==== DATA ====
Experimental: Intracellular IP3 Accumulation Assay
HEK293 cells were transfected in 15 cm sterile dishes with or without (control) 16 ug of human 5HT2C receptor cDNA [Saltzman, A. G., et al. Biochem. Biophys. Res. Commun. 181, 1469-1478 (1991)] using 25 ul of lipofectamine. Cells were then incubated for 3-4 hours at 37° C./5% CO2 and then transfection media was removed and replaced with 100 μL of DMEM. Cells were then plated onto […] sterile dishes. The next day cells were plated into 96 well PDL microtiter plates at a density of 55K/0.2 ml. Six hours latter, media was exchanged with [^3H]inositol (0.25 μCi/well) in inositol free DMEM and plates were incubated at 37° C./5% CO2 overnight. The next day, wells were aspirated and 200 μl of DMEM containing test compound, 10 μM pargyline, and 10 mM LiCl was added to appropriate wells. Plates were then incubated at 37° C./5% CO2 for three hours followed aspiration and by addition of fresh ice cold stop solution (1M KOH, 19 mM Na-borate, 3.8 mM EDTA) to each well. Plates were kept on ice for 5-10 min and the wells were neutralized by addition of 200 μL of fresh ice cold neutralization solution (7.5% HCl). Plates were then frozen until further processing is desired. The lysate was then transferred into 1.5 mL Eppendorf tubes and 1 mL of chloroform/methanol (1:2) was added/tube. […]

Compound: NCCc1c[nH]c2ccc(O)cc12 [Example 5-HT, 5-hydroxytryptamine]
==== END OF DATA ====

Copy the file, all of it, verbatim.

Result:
Experimental: Intracellular IP3 Accumulation Assay
HEK293 cells were transfected in 15 cm sterile dishes with or without (control) 16 ug of human 5HT2C receptor cDNA [Saltzman, A. G., et al. Biochem. Biophys. Res. Commun. 181, 1469-1478 (1991)] using 25 ul of lipofectamine. Cells were then incubated for 3-4 hours at 37° C./5% CO2 and then transfection media was removed and replaced with 100 μL of DMEM. Cells were then plated onto […] sterile dishes. The next day cells were plated into 96 well PDL microtiter plates at a density of 55K/0.2 ml. Six hours latter, media was exchanged with [^3H]inositol (0.25 μCi/well) in inositol free DMEM and plates were incubated at 37° C./5% CO2 overnight. The next day, wells were aspirated and 200 μl of DMEM containing test compound, 10 μM pargyline, and 10 mM LiCl was added to appropriate wells. Plates were then incubated at 37° C./5% CO2 for three hours followed aspiration and by addition of fresh ice cold stop solution (1M KOH, 19 mM Na-borate, 3.8 mM EDTA) to each well. Plates were kept on ice for 5-10 min and the wells were neutralized by addition of 200 μL of fresh ice cold neutralization solution (7.5% HCl). Plates were then frozen until further processing is desired. The lysate was then transferred into 1.5 mL Eppendorf tubes and 1 mL of chloroform/methanol (1:2) was added/tube. […]

Compound: NCCc1c[nH]c2ccc(O)cc12 [Example 5-HT, 5-hydroxytryptamine]